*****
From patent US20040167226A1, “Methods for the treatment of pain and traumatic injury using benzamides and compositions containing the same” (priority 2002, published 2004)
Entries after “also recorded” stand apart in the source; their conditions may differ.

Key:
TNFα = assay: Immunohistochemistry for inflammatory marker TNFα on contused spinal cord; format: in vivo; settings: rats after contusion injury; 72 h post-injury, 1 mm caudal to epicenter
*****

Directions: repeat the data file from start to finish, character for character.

From patent US20040167226A1, “Methods for the treatment of pain and traumatic injury using benzamides and compositions containing the same” (priority 2002, published 2004)
Entries after “also recorded” stand apart in the source; their conditions may differ.

Key:
TNFα = assay: Immunohistochemistry for inflammatory marker TNFα on contused spinal cord; format: in vivo; settings: rats after contusion injury; 72 h post-injury, 1 mm caudal to epicenter